Skip to content

October 11, 2017

Developer Demonstrates iOS Phishing Attack That Uses Apple-Style Password Request

by John_A

Developer Felix Krause today shared a proof of concept phishing attack that’s gaining some traction as it clearly demonstrates how app developers can use Apple-style popups to gain access to an iPhone user’s Apple ID and password.

As Krause explains, iPhone and iPad users are accustomed to official Apple requests for their Apple ID and password for making purchases and accessing iCloud, even when not in the App Store or iTunes app.

Using a UIAlertController that emulates the design of the system request for a password, developers can create an identical interface as a phishing tool that can fool many iOS users.

Showing a dialog that looks just like a system popup is super easy, there is no magic or secret code involved, it’s literally the examples provided in the Apple docs, with a custom text.

I decided not to open source the actual popup code, however, note that it’s less than 30 lines of code and every iOS engineer will be able to quickly build their own phishing code.

Though some of the system alerts would require a developer to have a user’s Apple ID email address, there are also popup alerts that do not require an email and can recover a password.


The phishing method that Krause describes is not new, and Apple vets apps that are accepted to the App Store, but it’s worth highlighting for iOS users who may not be aware that such a phishing attempt is possible.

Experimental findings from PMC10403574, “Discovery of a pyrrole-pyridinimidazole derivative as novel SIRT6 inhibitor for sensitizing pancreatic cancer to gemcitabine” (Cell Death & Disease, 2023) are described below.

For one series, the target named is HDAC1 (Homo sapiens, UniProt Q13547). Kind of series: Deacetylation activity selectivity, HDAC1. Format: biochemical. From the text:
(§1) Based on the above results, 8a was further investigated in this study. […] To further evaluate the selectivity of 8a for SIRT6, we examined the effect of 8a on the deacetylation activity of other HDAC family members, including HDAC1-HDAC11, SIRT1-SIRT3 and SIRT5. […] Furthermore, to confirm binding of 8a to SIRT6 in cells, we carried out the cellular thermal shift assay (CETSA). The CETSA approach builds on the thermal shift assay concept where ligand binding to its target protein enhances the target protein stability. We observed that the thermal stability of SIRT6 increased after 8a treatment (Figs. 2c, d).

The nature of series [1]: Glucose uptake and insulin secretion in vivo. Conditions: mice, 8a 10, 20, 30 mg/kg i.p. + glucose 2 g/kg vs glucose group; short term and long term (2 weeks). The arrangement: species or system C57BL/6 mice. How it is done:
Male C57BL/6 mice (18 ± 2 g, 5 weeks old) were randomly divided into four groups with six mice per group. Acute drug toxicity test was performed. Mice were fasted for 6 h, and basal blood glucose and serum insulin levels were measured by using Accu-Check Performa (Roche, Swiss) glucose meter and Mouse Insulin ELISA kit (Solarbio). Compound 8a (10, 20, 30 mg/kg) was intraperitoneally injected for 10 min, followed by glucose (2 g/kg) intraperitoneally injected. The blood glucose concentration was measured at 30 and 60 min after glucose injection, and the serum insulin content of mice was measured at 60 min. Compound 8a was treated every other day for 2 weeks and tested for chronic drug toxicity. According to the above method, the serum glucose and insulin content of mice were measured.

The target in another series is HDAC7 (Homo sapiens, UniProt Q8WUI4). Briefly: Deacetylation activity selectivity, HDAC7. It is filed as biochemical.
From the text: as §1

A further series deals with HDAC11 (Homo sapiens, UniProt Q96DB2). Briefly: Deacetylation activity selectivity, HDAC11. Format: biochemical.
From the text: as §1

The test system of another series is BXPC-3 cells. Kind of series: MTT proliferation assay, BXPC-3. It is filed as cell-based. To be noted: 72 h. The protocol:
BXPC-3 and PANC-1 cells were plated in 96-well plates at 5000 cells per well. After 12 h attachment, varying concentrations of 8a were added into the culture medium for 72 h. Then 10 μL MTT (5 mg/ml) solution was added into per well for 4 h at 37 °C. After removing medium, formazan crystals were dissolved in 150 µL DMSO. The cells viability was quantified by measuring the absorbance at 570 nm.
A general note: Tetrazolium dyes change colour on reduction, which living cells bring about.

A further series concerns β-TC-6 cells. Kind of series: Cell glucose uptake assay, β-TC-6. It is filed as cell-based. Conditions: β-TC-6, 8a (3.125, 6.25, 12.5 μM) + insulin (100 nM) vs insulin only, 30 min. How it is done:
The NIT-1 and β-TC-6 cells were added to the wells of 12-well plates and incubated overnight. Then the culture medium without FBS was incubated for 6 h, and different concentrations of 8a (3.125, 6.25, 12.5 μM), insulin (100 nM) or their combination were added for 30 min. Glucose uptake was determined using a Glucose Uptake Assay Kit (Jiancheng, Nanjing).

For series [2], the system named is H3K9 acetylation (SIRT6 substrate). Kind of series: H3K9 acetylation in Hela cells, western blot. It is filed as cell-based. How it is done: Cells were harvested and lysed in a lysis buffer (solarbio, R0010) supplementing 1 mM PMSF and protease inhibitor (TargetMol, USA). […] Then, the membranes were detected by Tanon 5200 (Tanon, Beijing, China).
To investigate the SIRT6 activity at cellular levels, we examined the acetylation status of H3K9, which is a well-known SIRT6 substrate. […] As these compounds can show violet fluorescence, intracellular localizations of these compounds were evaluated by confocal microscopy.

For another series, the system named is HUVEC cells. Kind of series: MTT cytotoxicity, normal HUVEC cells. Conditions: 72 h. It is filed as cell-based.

As Krause says, users can protect themselves by being wary of these popup dialogues. If one pops up, press the Home button to close the app. If the popup goes away, it’s tied to the app and is a phishing attack. If it remains, it’s a system request from Apple.

Krause also recommends users dismiss popups and enter their credentials directly within the Settings app.

Krause has reported the issue to Apple and recommends a fix that would include Apple asking customers to enter their credentials into the Settings app rather than directly through a popup that can be easily mimicked. Alternatively, he suggests credential requests could include an app icon to indicate that an app is asking rather than the system.

As extra protection from attacks like this, Apple customers should enable two-factor authentication as it prevents attackers from being able to log into an Apple ID account without a code from a verified device.

Tags: Apple ID, hack, Two-Factor Authentication, phishing
Discuss this article in our forums

MacRumors-All?d=6W8y8wAjSf4 MacRumors-All?d=qj6IDK7rITs

Advertisements
Read more from News

Leave a Reply

Fill in your details below or click an icon to log in:

WordPress.com Logo

You are commenting using your WordPress.com account. Log Out / Change )

Twitter picture

You are commenting using your Twitter account. Log Out / Change )

Facebook photo

You are commenting using your Facebook account. Log Out / Change )

Google+ photo

You are commenting using your Google+ account. Log Out / Change )

Connecting to %s

Note: HTML is allowed. Your email address will never be published.

Subscribe to comments

%d bloggers like this: